Australia regulator ‘concerned’ about Twitter’s legal compliance after job cuts

Australia regulator ‘concerned’ about Twitter’s legal compliance after job cuts

on November 9, 2022

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(FILES) In this file photo taken on October 4, 2022, a phone screen displays a photo of Elon Musk with the Twitter logo shown in the background, in Washington, DC.  (Photo by OLIVIER DOULIERY / AFP)

SYDNEY, Australia (AFP) — Australia’s e-safety commissioner has written to Elon Musk voicing concern that Twitter staff cuts could leave the social media giant unable to comply with local laws prohibiting extremist and violent content.

Commissioner Julie Inman Grant — a former Twitter employee — said she was “deeply concerned about the depth and breadth of recent cuts to Twitter staff across the globe”.

Since Musk bought the platform earlier this month, he has fired roughly 50 percent of staff in a bid to cut costs.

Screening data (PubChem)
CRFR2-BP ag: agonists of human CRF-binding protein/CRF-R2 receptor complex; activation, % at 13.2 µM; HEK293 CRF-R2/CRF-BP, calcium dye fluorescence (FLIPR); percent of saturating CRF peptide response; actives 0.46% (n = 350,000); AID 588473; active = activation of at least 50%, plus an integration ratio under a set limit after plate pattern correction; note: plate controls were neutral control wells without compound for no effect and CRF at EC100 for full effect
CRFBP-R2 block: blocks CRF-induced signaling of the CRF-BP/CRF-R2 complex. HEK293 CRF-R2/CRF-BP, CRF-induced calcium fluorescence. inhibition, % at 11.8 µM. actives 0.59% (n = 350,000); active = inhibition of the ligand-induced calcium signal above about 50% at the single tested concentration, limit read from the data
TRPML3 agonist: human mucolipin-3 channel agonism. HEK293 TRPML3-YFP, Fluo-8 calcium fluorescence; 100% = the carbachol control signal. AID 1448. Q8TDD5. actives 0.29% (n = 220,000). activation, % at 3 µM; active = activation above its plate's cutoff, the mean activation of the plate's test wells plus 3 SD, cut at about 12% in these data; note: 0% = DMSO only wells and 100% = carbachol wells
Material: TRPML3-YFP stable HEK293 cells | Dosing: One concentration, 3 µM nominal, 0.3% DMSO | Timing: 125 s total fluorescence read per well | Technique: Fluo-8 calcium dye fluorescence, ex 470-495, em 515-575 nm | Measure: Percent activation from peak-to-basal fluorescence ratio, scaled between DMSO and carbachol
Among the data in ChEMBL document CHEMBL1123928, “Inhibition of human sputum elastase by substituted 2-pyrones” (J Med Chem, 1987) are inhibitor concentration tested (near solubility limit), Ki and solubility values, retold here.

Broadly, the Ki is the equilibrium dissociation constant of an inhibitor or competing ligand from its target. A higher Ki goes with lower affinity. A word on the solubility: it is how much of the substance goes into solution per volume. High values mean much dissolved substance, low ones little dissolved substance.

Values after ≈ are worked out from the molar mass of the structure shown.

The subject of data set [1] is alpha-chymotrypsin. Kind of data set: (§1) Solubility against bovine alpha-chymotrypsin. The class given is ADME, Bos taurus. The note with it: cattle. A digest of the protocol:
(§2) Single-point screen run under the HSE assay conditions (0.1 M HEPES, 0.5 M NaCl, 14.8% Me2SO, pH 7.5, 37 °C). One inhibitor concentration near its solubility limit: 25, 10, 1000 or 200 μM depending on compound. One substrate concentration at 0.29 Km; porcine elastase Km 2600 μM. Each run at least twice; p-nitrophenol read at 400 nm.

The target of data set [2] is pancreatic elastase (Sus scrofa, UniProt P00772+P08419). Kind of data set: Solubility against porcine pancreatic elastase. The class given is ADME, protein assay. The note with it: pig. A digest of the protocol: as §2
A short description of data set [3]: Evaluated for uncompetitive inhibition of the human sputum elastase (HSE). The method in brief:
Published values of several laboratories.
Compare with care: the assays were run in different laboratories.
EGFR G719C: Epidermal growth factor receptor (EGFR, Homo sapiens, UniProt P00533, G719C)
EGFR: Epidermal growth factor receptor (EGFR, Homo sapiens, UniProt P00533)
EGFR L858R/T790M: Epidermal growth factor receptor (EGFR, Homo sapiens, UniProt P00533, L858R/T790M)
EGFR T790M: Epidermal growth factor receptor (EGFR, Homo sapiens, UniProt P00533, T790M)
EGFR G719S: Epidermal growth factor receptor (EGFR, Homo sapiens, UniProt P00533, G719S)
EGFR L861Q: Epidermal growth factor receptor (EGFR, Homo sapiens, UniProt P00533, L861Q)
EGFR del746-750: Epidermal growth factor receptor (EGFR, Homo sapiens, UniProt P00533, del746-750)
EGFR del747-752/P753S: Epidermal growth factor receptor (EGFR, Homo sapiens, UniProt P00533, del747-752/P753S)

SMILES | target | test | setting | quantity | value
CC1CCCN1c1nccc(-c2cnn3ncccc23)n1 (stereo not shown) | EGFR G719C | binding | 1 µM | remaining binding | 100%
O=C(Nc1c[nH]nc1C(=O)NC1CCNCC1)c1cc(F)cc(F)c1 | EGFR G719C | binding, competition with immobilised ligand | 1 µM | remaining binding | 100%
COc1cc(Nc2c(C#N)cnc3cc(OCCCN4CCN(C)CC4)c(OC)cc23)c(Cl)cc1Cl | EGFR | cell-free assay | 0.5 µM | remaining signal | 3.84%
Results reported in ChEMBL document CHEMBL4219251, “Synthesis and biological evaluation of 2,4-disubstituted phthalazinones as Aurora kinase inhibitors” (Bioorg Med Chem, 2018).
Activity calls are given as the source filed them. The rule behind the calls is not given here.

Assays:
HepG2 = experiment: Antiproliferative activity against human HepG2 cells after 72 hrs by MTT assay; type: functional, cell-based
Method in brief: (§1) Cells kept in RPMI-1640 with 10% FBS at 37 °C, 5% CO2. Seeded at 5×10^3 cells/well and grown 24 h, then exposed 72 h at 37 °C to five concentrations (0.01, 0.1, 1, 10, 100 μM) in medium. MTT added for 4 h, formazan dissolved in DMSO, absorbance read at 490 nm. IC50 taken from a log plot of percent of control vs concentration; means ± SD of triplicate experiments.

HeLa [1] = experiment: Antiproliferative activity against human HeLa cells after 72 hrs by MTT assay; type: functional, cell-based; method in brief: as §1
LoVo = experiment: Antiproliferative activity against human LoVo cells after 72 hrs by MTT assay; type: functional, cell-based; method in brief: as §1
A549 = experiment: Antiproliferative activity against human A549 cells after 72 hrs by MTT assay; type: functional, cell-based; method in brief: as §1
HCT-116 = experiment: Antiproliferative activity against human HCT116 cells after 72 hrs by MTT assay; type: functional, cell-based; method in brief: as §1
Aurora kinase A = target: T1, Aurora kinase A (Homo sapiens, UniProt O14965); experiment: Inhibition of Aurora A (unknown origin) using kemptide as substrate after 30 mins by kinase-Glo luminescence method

Inman Grant expressed concern about the “potential impact” of the cuts “on Twitter’s ability to respond to and comply with our regulatory requirements”.

Australia has spearheaded the global drive to regulate social media platforms.

Watchdogs have been given sweeping powers to order the removal of content and punish platforms for failure to moderate child sex abuse content, cyberbullying and violent extremism.

Inman Grant worked at Twitter on policy and safety after 17 years working at Microsoft.

Her concerns echo comments from regulators and legislators in Europe and North America, who have warned that Musk’s drive for fewer content restrictions could turn the platform into a cesspool of misinformation.

In the letter, Inman Grant dismissed Twitter’s arguments that content moderation staffing had only been cut by 15 percent.

“As someone who understands Twitter’s operational ecosystem, I know it is much far more complex than those comments would suggest.”

She said: “Deep cuts to public policy, legal, communications, human rights, ethical AI and transparency teams leave me very concerned that Twitter is removing both the expertise and necessary guardrails to deal with the growing threat of hate, harm, disinformation and other forms of serious online abuse on the platform.”

Inman Grant called for “direct assurance” that Twitter will comply with Australian law.

Officials said Twitter had yet to respond to the letter.

© Agence France-Presse